To the Editor:
On November 24, Princeton’s Council and Planning Board revealed how Princeton plans to meet its Mount Laurel affordable-housing obligations. A Fair Share Housing advocate had already suggested we add 1163 new affordable-housing units through 2025, and a court-appointed consultant suggested 424. Alas, the plan presented chooses the lower number.
In fact, the plan includes only 339 housing units plus 107 “bonus credits” we’ve earned in the past. Of those 339 units, moreover, 154 have already been constructed, including 67 units at Harriet Bryant House, which opened in 2007. Another 120 units are already under construction, including 56 units at AvalonBay and 56 at the University’s Merwick/Stanworth housing.
The plan envisions only 85 genuinely new affordable units: 40 added to Princeton Community Village, 5 (a 20 percent set-aside) of 25 homes on the Franklin Street parking lot, 10 of 50 homes by the Princeton Shopping Center, and 30 of 150 residential units added to commercial buildings along Route 206 near Herrontown Road.
The plan seems less about adding affordable housing than about surviving judicial scrutiny. Those 339 units are “new” because they haven’t yet been counted in meeting Princeton’s Mount Laurel obligations. Meanwhile, of Princeton’s 9,328 actual households in 2013 (the last year I have figures for), 1,461 (15.7 percent) had incomes below $30,000, while another 1,537 (16.5 percent) had incomes between $30,000 and $60,000. This means that 2,998 Princeton households (32.2 percent) would have (depending on family size) been eligible for affordable housing in 2013. Unsurprisingly, our various affordable-housing authorities have a combined waiting list of some 1,600 distinct applicants. The average waiting time is one-and-a-half to three years.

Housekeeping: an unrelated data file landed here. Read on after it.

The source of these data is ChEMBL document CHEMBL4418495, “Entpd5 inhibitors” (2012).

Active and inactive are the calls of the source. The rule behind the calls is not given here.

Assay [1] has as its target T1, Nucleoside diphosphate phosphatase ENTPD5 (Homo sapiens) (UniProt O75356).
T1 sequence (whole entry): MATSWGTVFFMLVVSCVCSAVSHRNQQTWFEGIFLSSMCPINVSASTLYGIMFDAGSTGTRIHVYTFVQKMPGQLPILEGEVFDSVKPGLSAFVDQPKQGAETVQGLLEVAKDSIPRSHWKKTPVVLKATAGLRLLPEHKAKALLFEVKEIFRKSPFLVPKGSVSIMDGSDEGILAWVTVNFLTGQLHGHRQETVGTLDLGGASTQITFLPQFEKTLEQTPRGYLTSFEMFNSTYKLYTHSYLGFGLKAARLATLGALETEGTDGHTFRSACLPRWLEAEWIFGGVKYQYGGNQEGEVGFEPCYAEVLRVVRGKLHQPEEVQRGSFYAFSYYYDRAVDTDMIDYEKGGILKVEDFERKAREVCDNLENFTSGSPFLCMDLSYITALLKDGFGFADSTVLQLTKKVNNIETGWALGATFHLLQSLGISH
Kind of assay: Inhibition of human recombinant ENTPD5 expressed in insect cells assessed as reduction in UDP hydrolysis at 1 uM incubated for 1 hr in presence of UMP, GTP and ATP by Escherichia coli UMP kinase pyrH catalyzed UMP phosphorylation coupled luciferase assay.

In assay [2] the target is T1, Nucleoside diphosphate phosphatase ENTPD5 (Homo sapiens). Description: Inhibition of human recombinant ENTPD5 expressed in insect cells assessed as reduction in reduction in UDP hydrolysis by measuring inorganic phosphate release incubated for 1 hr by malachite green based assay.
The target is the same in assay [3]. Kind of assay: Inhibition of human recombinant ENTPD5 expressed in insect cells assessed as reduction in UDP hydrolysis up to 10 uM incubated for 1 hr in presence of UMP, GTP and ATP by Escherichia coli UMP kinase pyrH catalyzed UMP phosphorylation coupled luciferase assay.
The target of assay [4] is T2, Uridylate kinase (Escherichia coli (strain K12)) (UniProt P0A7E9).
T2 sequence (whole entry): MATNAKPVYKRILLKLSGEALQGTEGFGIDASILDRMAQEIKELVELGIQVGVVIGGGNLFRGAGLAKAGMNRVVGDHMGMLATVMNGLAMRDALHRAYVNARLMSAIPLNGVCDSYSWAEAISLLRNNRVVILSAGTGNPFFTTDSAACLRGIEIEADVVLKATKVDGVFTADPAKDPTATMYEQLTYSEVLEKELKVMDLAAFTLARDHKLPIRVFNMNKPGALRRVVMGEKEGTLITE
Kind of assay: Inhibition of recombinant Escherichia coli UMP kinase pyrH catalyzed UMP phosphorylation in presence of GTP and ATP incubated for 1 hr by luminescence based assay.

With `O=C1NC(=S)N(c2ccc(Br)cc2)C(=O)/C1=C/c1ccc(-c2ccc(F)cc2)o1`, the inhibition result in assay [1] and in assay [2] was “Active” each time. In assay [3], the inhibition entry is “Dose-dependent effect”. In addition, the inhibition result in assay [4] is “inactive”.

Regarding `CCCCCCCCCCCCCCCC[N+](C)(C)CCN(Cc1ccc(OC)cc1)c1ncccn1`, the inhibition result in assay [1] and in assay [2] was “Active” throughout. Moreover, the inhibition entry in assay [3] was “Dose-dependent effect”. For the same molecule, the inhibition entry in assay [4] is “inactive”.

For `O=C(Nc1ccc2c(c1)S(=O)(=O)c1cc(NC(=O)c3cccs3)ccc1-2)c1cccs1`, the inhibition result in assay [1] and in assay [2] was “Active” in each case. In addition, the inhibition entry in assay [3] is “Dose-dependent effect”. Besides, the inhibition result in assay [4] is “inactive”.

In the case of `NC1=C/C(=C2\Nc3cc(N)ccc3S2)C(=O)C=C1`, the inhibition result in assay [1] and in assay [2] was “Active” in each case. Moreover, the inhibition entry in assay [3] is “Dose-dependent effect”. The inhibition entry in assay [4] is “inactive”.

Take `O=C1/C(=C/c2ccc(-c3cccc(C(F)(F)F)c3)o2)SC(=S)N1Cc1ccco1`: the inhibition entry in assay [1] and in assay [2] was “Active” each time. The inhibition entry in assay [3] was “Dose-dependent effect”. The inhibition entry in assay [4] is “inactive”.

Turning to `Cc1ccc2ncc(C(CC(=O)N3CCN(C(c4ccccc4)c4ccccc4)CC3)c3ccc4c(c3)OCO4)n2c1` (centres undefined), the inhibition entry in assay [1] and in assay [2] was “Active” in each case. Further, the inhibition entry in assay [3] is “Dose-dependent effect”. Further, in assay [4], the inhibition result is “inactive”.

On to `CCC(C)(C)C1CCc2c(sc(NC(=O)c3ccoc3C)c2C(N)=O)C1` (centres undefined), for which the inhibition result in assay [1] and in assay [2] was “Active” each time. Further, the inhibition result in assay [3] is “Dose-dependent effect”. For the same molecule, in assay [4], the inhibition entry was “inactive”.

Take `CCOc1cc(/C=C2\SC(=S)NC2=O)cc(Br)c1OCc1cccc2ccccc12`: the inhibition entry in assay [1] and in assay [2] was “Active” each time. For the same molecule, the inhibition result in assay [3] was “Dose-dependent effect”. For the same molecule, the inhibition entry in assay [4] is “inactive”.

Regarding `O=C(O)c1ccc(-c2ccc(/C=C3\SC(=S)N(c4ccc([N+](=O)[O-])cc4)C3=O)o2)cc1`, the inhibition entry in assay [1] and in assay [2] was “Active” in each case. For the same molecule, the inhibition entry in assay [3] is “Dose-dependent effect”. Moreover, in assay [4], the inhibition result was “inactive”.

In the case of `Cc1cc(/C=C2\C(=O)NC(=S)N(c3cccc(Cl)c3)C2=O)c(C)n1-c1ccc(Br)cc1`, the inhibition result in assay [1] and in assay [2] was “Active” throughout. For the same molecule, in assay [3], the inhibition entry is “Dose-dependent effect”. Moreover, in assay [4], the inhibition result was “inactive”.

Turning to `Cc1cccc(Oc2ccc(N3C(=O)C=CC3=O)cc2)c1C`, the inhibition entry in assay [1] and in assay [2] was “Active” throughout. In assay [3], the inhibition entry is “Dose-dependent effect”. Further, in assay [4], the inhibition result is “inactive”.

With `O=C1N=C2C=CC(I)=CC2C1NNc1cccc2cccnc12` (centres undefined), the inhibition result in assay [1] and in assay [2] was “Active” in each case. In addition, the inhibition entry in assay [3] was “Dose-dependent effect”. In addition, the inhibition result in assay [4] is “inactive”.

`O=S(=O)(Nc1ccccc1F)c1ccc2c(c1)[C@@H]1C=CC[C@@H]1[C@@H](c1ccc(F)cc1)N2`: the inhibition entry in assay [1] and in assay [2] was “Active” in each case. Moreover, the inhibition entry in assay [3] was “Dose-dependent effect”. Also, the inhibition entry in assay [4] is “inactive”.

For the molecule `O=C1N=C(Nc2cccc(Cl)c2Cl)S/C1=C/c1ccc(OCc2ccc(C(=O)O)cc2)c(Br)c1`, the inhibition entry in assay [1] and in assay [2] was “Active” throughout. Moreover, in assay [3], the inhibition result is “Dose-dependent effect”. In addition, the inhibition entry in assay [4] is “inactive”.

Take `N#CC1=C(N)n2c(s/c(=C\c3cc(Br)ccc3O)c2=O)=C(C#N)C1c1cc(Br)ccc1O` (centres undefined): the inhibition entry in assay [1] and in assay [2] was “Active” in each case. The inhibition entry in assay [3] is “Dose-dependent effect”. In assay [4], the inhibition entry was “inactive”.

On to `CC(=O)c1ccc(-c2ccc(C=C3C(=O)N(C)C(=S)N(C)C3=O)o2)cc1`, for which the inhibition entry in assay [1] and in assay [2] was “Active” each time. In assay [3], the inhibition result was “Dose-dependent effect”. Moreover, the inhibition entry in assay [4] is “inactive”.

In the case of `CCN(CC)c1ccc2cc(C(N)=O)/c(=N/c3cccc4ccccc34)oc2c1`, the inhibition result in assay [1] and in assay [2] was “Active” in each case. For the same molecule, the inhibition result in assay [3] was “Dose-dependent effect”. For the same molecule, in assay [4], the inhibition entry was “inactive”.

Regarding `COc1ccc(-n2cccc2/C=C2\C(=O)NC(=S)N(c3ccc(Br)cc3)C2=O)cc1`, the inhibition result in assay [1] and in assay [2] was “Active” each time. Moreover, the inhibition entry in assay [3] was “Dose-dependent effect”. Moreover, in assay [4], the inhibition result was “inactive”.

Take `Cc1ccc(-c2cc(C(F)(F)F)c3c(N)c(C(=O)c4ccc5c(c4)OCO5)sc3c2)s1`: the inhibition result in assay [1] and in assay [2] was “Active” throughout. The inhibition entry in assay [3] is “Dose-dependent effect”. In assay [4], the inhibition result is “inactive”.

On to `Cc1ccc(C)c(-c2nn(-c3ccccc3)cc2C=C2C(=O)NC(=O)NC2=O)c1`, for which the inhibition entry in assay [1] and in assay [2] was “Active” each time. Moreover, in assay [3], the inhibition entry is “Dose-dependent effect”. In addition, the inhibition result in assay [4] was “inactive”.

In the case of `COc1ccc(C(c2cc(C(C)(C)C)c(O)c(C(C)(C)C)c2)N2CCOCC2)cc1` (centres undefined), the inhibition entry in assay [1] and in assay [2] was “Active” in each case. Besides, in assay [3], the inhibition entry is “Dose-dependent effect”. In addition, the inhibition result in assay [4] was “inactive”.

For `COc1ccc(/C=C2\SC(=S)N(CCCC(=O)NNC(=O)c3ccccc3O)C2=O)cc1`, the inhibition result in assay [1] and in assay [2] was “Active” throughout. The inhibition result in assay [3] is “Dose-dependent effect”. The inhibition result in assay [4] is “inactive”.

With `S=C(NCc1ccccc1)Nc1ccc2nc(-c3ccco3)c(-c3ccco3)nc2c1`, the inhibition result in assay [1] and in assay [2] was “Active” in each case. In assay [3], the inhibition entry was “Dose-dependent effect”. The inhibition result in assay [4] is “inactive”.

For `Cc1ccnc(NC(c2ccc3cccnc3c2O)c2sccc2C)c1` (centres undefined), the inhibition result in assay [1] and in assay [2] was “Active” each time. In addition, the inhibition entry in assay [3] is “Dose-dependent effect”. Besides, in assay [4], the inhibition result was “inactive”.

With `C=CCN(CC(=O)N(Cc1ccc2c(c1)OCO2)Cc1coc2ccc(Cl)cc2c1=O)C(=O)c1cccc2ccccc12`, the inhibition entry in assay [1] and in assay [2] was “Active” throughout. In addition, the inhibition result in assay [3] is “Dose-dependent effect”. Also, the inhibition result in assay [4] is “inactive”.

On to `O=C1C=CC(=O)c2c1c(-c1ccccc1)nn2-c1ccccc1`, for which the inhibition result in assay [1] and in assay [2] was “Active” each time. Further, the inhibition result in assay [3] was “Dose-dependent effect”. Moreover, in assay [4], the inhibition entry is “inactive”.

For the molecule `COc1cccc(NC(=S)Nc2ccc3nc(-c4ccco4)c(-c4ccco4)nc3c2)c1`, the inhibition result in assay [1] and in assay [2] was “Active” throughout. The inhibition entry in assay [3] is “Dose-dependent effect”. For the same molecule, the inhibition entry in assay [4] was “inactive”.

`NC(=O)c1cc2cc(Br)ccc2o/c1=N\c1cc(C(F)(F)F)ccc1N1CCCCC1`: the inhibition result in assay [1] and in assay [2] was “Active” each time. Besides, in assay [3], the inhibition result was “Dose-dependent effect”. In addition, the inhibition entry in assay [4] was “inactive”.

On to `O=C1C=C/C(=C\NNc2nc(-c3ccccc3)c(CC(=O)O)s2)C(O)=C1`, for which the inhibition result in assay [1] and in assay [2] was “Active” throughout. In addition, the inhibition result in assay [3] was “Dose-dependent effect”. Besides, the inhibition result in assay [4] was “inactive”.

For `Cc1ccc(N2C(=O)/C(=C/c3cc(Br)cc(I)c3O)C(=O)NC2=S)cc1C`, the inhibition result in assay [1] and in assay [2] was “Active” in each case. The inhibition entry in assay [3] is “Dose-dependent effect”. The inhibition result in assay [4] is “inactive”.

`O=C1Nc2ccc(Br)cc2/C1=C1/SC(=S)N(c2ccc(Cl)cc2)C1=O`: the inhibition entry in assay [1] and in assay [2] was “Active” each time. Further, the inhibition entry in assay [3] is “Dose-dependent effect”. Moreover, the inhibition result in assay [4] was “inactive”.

One bright side of this dismal picture is that more land in Princeton (including lower Alexander Street and the Butler Tract) could also support affordable housing. And once Princeton meets its Mount Laurel obligations, it might be legal to offer any additional affordable housing to Princetonians first. Furthermore, we need not limit the number of affordable housing units on any site to 20 percent of the whole. If the land is sold to builders to develop, the town could offer zoning benefits in exchange for 50 percent affordable housing. Incentives like tax rebates, fast-track approval, lower parking requirements, and permission for greater density could all help shape future development to our benefit.
Finally, these sites need not be sold to for-profit developers. Council should allow the community time to raise funds so non-profit groups could develop some of the sites. Then 100 percent of the new housing could be affordable.
Surely many of us share the Princeton Community Master Plan’s stated goals: to “Provide Princeton’s fair share of affordable housing,” to “Promote, preserve, and enhance Princeton’s unique community life,” and to retain Princeton’s “diversity” in age, income, and ethnicity. As we age, our incomes may decrease. Affordable housing is crucial because, sooner or later, you and I may need it.
Anne Waldron Neumann